So where did it come down? People in the San Francisco Bay area are still puzzling over the fireball that went shooting across the sky Wednesday evening, making an audible boom and, perhaps, spreading debris across the suburbs and vineyards north of the city.
Scientists said the object was a meteor, most likely an errant hunk of rock from the asteroid belt between Mars and Jupiter, traveling in an orbit that happened to send it tearing into the atmosphere over California.
Astronomers have been trying to calculate its trajectory from eyewitness reports, and there's been natural disagreement over where any meteorites - fragments of a meteor that survive entry into the atmosphere and reach Earth's surface - might have come down. Bill Cooke of NASA's Meteoroid Environment Office in Alabama said he thought most debris would have ended up out in the Pacific. Peter Jenniskens of the SETI Institute, a meteor hunter by background, suggested debris may have crashed near California suburbs such as Novato or Martinez.
But in a case like this, calculations only do you so much good. If you're interested in meteorites, there is only one thing to do - go out and look for them.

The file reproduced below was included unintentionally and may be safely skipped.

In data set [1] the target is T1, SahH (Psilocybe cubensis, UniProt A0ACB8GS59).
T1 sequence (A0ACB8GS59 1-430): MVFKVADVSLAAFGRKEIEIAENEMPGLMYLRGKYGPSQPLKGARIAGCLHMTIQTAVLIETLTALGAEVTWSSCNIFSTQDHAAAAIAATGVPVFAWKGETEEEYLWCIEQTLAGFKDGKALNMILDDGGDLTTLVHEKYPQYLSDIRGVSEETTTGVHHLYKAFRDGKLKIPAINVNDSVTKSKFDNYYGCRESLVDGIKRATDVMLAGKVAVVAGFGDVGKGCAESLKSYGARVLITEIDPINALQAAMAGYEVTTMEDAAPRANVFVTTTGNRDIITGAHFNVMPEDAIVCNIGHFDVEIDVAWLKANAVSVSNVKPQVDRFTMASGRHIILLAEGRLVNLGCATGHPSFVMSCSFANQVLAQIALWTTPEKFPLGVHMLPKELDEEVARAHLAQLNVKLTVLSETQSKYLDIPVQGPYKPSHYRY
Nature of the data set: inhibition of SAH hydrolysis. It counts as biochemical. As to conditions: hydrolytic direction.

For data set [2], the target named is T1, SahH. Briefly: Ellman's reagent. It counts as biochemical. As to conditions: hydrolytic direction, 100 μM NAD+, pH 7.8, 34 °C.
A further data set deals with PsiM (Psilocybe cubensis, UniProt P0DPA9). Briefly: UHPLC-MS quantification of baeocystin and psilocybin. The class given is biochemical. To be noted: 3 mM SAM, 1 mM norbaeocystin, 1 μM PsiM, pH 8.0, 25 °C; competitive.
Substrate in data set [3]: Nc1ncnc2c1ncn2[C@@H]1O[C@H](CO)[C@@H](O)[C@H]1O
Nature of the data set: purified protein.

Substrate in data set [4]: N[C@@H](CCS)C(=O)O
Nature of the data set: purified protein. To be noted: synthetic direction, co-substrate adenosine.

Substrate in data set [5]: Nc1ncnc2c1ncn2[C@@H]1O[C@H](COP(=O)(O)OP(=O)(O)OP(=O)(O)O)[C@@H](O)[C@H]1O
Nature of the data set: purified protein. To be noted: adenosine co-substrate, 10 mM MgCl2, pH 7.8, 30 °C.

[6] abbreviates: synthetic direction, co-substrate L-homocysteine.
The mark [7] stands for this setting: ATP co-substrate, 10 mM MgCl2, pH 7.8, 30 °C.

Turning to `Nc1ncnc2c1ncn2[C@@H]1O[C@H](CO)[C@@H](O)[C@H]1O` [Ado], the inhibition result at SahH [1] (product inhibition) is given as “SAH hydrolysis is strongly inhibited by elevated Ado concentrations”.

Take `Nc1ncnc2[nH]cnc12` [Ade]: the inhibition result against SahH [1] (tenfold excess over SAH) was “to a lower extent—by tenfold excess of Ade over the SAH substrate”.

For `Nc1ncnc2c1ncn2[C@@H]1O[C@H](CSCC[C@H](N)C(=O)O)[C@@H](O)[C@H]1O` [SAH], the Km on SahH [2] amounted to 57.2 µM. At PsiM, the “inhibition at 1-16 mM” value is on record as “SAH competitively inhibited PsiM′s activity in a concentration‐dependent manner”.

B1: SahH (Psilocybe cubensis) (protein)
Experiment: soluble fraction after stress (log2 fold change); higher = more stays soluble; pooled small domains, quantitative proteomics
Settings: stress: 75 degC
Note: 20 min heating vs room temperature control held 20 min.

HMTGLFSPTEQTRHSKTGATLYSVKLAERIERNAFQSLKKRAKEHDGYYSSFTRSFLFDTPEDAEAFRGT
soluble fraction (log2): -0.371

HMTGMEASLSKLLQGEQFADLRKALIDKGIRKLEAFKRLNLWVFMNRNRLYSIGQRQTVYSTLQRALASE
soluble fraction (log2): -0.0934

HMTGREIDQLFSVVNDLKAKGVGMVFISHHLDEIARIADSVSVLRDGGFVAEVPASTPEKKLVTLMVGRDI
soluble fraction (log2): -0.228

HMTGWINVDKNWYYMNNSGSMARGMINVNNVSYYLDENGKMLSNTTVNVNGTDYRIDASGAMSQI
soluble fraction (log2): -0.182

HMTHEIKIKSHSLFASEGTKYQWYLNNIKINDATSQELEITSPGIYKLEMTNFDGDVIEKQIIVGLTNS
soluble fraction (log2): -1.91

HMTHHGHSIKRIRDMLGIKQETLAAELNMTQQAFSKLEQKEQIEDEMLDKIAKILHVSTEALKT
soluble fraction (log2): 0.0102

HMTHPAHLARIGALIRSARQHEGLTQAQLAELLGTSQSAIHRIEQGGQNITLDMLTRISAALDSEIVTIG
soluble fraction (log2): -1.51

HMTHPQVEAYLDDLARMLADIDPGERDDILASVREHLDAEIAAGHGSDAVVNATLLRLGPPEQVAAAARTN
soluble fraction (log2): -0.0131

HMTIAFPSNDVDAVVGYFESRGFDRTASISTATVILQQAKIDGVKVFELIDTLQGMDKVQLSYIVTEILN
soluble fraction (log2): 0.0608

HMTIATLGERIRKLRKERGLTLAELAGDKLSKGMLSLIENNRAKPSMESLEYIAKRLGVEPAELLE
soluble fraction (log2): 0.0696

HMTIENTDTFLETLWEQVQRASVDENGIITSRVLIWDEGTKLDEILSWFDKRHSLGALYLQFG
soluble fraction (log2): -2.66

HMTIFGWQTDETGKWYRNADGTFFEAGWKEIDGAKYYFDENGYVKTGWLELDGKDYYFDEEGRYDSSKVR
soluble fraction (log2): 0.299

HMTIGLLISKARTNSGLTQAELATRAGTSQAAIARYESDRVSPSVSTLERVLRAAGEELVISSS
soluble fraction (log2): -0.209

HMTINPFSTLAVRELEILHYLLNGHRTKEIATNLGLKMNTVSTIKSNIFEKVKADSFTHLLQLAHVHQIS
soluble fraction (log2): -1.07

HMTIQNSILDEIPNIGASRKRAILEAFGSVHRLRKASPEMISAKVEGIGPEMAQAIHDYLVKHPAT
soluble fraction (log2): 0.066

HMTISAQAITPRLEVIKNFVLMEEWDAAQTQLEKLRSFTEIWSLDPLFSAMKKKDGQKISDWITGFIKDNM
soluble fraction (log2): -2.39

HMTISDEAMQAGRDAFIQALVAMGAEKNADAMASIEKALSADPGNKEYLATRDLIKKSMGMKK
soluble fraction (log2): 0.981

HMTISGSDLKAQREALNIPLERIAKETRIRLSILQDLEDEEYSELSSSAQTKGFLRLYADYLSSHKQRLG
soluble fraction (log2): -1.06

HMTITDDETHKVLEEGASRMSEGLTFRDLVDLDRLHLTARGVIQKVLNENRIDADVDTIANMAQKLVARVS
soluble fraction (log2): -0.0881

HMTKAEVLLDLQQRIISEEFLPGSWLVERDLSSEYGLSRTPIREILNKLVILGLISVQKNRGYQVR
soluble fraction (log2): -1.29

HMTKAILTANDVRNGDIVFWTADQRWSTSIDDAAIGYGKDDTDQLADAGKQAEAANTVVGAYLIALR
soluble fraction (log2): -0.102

So Jenniskens, according to his office, was out in the field today, looking for shards of rock that, to the trained eye, would likely have been survivors of a trip from space. They may just be pebbles, or they may be larger than your fist, but they're often smoothed and rounded by friction with the atmosphere.
Jenniskens' office said he would be organizing people who came on their own to look. One person, asking not to be quoted since meteorites are Jenniskens' subject, said this is a delicate issue. Fresh meteorites are rare - so they have a market value. This person said that Jenniskens, searching in the name of science, may find himself in a race against other meteorite hunters who see the potential for profit.